Ondine's curse, central alveolar hypoventilation syndrome, or primary alveolar hypoventilation, is a respiratory disorder that is fatal if untreated. Persons afflicted with Ondine's curse are unable to breathe without conscious intervention; if they fall asleep, they will die. Its name is a reference to the myth of Ondine, who cursed her adulterous husband that he would stop breathing and die if he ever fell asleep. more...
This disorder is associated with a malfunction of the nerves that control involuntary body functions (autonomic nervous system) and abnormal development of early embryonic cells that form the spinal cord (neural crest). The abnormal neural crest development can lead to other abnormalities such as absent or impaired bowel function (Hirschsprung's disease). Most affected individuals have an abnormality in PHOX2B or other genes.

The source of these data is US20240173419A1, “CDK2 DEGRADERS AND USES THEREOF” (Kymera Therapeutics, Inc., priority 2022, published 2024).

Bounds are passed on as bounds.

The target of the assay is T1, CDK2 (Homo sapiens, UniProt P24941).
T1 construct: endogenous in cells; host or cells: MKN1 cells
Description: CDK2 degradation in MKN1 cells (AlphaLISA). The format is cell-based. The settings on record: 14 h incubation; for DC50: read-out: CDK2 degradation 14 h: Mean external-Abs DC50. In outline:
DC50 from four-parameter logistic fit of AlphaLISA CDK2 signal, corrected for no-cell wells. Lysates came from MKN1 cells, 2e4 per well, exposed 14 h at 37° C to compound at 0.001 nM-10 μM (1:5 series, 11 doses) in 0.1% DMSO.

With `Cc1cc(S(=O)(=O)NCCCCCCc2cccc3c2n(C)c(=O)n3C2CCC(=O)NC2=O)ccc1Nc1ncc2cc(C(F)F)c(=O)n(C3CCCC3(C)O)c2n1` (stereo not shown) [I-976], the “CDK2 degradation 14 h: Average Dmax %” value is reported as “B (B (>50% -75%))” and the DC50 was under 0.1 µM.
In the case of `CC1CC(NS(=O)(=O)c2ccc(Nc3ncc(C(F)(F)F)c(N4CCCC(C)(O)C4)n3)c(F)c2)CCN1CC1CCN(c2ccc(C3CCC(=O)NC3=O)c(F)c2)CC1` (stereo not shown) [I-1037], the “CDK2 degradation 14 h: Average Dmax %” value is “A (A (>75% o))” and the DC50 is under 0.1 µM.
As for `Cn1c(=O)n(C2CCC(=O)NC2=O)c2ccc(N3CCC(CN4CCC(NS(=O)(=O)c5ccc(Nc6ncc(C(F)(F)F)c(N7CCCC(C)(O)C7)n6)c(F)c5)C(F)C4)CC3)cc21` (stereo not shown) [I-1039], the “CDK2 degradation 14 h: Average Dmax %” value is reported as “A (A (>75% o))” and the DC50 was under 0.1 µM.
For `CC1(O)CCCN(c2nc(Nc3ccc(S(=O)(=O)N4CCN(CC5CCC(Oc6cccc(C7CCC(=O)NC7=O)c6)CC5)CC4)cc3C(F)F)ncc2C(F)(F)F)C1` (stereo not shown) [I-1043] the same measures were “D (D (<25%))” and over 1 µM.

Most people with congenital Ondine's curse do not survive infancy, though they can be kept alive with a ventilator. It was first described in 1962 by Severinghaus and Mitchell in three patients following surgery to the upper cervical spinal cord and brainstem.
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